16. Tousi

    Tousi Well-Known Member

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    That's cool. I've seen those in magazine ads for years.
     
  17. Audiofuzzy

    Audiofuzzy Well-Known Member

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    It doesn't matter what we believe.
    What matters is what the law permit.

    If I wanted to build a new house now, I am not allowed to have a wood burning stove or fireplace anymore,
    that's why I asked because I was surprised you could.
    Maybe in US the laws are different, that's why.

    Fuzzy
     
  18. diehardbiker

    diehardbiker Active Member

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    I have seen that before. Outdoor boiler furnace. Usually refill twice each day. Can keep as many as 4 homes warm! It has advantage and disadvantages.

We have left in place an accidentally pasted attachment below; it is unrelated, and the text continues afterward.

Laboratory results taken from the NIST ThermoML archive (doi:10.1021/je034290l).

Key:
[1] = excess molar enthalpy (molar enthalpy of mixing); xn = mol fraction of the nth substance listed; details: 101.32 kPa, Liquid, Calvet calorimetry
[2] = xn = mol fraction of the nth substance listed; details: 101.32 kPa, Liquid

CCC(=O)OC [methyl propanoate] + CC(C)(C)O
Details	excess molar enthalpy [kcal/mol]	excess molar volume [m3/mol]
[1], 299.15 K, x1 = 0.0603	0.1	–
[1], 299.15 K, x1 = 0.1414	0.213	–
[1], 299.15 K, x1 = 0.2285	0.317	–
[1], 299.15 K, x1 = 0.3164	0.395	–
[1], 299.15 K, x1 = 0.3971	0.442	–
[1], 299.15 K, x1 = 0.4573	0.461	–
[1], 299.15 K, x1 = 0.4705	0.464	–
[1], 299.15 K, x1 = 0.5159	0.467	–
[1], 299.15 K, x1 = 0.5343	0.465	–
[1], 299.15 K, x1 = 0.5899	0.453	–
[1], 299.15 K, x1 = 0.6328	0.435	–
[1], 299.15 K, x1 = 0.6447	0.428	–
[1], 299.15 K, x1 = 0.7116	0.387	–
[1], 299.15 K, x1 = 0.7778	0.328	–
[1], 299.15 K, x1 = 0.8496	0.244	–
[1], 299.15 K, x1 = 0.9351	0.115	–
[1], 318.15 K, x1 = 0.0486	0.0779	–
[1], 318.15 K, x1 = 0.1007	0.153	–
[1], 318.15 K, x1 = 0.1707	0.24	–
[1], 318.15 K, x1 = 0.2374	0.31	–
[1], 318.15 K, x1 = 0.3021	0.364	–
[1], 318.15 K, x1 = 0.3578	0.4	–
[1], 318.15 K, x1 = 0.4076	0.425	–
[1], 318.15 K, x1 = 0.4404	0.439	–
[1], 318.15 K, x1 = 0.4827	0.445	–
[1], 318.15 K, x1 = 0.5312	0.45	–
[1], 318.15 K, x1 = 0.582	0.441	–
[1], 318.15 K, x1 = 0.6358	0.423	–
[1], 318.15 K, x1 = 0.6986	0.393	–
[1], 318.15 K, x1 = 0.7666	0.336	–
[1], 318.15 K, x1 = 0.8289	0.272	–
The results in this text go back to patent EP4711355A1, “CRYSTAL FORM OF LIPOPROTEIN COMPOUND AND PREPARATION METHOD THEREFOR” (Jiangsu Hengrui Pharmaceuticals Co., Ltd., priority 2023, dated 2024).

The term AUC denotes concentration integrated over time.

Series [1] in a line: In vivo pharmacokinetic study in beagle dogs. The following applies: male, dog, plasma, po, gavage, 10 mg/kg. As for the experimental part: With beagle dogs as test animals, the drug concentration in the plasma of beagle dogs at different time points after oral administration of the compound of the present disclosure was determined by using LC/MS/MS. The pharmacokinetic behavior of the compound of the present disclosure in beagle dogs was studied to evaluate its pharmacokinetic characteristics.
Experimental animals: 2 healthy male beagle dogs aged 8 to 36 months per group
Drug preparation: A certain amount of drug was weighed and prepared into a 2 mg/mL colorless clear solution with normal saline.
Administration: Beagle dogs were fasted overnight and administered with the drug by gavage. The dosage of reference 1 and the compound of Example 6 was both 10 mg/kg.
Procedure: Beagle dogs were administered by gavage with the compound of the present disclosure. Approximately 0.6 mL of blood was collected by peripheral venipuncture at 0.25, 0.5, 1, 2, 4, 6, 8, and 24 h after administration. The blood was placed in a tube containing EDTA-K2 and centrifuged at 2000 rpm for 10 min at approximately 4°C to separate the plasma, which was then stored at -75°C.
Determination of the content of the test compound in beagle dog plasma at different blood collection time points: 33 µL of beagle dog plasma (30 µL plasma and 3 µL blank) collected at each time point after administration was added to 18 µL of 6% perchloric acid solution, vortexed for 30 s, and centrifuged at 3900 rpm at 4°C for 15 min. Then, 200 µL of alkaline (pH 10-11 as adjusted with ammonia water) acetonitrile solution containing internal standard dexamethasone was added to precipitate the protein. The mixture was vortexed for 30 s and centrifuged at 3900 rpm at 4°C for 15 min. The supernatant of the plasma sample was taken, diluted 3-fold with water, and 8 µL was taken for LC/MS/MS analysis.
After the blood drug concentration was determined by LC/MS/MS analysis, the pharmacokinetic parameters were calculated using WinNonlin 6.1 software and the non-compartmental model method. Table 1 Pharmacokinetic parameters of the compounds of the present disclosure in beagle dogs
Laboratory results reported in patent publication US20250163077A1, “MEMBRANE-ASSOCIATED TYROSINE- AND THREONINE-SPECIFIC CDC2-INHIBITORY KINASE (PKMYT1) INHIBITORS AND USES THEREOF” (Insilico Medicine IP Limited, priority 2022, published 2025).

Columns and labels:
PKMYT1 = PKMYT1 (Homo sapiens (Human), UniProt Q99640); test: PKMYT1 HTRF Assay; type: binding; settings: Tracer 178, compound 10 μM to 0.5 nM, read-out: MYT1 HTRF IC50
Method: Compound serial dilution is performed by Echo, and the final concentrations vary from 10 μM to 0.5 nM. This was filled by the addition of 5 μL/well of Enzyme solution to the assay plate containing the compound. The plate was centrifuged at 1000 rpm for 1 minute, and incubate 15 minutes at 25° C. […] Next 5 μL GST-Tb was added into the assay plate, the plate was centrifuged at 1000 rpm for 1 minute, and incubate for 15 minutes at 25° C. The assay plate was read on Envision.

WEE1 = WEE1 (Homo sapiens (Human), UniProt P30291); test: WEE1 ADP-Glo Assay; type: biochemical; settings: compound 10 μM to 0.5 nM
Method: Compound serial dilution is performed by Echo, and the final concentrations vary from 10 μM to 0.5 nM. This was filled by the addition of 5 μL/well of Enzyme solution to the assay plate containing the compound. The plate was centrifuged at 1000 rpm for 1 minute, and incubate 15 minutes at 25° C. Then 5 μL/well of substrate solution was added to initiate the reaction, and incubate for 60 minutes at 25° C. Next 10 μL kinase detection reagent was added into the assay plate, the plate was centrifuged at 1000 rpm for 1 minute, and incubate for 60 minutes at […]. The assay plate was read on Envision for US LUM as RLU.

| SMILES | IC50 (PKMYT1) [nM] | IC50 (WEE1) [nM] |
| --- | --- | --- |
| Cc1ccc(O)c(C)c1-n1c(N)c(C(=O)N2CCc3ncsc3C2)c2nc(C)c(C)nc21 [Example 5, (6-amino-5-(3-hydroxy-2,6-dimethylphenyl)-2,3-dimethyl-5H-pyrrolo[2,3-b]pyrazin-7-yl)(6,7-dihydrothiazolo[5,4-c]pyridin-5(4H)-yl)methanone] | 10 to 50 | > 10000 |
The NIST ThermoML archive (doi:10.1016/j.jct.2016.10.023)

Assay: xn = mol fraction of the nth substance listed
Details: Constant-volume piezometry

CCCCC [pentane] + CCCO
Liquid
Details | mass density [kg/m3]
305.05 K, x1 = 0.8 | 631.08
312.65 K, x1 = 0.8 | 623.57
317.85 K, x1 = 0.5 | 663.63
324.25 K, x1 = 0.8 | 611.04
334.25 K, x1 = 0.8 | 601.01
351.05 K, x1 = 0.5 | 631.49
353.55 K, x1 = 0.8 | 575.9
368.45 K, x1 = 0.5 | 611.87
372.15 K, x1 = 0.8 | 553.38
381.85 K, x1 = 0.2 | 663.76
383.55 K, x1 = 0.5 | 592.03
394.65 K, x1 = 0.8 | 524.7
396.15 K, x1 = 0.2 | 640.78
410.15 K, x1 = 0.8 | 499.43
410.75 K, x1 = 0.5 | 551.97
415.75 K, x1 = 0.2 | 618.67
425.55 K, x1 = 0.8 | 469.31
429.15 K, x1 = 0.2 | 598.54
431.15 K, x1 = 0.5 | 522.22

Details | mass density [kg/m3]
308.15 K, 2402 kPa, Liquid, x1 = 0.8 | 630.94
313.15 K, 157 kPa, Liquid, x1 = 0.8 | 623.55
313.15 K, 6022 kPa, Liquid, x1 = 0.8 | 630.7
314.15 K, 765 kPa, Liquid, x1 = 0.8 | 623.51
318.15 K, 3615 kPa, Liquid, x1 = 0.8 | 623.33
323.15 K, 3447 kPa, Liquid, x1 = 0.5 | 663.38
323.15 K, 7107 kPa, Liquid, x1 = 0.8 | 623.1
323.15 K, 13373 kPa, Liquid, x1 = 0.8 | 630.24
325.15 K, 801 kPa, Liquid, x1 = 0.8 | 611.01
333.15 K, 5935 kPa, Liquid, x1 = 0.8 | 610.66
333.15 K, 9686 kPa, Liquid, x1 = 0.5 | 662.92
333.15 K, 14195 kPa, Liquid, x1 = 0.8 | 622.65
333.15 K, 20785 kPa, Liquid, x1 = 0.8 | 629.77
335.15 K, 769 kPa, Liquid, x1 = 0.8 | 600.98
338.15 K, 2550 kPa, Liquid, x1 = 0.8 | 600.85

19. diehardbiker

    diehardbiker Active Member

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    I am not sure about it, I do have small issues and not sure if barometric would solve the problem. The problem is backbuffing. I hate backbuffing because it create so much smoke around my house. It does not happen often. maybe once or twice a month. I never had issues with backbuffing with other woodstoves that I dealt with in the past.

     
  20. diehardbiker

    diehardbiker Active Member

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    Fireplace does not heat as much as woodstove provides. If correctly designed fireplace then yes can keep house warm.